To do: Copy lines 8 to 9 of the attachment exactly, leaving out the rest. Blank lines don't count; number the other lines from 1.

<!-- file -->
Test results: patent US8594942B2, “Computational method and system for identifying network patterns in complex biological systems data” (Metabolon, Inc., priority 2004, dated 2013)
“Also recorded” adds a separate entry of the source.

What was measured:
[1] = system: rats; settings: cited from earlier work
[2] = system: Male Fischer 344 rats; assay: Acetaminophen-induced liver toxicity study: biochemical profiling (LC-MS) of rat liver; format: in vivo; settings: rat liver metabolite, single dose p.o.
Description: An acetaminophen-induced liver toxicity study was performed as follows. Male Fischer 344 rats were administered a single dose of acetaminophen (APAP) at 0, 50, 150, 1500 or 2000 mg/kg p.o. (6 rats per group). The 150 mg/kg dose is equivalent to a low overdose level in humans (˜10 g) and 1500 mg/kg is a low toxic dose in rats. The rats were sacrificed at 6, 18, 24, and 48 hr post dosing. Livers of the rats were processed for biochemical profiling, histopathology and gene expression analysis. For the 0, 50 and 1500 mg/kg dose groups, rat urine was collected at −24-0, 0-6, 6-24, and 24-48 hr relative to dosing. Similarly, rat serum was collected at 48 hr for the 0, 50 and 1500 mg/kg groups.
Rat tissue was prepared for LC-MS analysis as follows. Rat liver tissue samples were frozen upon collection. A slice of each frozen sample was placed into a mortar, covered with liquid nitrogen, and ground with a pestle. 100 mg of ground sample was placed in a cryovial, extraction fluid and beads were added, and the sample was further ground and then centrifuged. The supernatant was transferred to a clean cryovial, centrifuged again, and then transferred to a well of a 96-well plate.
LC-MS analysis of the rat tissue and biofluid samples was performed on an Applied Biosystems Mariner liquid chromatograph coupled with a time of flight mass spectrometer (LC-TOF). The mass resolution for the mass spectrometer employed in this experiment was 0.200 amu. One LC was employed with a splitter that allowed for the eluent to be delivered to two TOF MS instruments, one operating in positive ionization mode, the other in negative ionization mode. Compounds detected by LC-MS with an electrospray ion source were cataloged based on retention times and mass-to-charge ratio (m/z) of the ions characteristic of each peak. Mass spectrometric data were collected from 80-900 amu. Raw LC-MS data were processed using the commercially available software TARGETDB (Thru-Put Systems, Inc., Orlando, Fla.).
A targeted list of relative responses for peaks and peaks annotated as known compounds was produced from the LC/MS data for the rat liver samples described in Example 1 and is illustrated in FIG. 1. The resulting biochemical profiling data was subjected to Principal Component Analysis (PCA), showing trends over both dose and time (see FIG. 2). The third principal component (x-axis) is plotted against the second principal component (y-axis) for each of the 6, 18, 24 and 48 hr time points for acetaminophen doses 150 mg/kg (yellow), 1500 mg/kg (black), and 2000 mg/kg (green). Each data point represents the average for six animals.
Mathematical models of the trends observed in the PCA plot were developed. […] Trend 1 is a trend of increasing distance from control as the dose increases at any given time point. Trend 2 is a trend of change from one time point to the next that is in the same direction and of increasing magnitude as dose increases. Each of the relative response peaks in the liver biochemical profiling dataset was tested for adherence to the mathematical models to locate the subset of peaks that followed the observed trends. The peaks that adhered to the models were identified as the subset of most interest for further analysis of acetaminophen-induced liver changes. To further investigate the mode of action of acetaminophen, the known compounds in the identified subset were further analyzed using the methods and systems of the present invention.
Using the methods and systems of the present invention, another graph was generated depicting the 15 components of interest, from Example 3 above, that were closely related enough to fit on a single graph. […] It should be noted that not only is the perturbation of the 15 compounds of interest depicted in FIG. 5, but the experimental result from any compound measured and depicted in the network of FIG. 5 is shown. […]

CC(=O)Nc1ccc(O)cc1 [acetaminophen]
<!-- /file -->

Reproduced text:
LC-MS analysis of the rat tissue and biofluid samples was performed on an Applied Biosystems Mariner liquid chromatograph coupled with a time of flight mass spectrometer (LC-TOF). The mass resolution for the mass spectrometer employed in this experiment was 0.200 amu. One LC was employed with a splitter that allowed for the eluent to be delivered to two TOF MS instruments, one operating in positive ionization mode, the other in negative ionization mode. Compounds detected by LC-MS with an electrospray ion source were cataloged based on retention times and mass-to-charge ratio (m/z) of the ions characteristic of each peak. Mass spectrometric data were collected from 80-900 amu. Raw LC-MS data were processed using the commercially available software TARGETDB (Thru-Put Systems, Inc., Orlando, Fla.).
A targeted list of relative responses for peaks and peaks annotated as known compounds was produced from the LC/MS data for the rat liver samples described in Example 1 and is illustrated in FIG. 1. The resulting biochemical profiling data was subjected to Principal Component Analysis (PCA), showing trends over both dose and time (see FIG. 2). The third principal component (x-axis) is plotted against the second principal component (y-axis) for each of the 6, 18, 24 and 48 hr time points for acetaminophen doses 150 mg/kg (yellow), 1500 mg/kg (black), and 2000 mg/kg (green). Each data point represents the average for six animals.